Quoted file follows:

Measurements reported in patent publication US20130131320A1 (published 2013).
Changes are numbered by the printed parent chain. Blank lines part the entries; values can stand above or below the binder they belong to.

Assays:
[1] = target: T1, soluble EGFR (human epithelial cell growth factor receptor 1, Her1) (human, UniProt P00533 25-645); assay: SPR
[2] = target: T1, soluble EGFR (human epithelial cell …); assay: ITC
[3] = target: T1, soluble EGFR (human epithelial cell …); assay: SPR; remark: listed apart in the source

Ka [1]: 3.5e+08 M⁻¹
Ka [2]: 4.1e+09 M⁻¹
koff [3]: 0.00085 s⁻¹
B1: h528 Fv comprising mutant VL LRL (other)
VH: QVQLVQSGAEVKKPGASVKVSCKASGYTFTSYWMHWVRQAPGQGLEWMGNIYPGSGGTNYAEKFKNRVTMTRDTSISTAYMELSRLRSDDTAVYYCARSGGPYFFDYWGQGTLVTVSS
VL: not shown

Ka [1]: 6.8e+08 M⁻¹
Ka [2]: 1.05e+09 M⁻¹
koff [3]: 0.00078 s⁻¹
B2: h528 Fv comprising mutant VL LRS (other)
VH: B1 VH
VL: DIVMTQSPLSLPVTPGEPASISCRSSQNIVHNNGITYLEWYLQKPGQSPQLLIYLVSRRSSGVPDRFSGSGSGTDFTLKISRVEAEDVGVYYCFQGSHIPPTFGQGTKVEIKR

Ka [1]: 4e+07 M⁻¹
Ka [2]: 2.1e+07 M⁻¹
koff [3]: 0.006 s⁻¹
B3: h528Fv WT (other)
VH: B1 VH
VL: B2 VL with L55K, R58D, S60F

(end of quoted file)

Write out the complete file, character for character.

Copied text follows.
Measurements reported in patent publication US20130131320A1 (published 2013).
Changes are numbered by the printed parent chain. Blank lines part the entries; values can stand above or below the binder they belong to.

Assays:
[1] = target: T1, soluble EGFR (human epithelial cell growth factor receptor 1, Her1) (human, UniProt P00533 25-645); assay: SPR
[2] = target: T1, soluble EGFR (human epithelial cell …); assay: ITC
[3] = target: T1, soluble EGFR (human epithelial cell …); assay: SPR; remark: listed apart in the source

Ka [1]: 3.5e+08 M⁻¹
Ka [2]: 4.1e+09 M⁻¹
koff [3]: 0.00085 s⁻¹
B1: h528 Fv comprising mutant VL LRL (other)
VH: QVQLVQSGAEVKKPGASVKVSCKASGYTFTSYWMHWVRQAPGQGLEWMGNIYPGSGGTNYAEKFKNRVTMTRDTSISTAYMELSRLRSDDTAVYYCARSGGPYFFDYWGQGTLVTVSS
VL: not shown

Ka [1]: 6.8e+08 M⁻¹
Ka [2]: 1.05e+09 M⁻¹
koff [3]: 0.00078 s⁻¹
B2: h528 Fv comprising mutant VL LRS (other)
VH: B1 VH
VL: DIVMTQSPLSLPVTPGEPASISCRSSQNIVHNNGITYLEWYLQKPGQSPQLLIYLVSRRSSGVPDRFSGSGSGTDFTLKISRVEAEDVGVYYCFQGSHIPPTFGQGTKVEIKR

Ka [1]: 4e+07 M⁻¹
Ka [2]: 2.1e+07 M⁻¹
koff [3]: 0.006 s⁻¹
B3: h528Fv WT (other)
VH: B1 VH
VL: B2 VL with L55K, R58D, S60F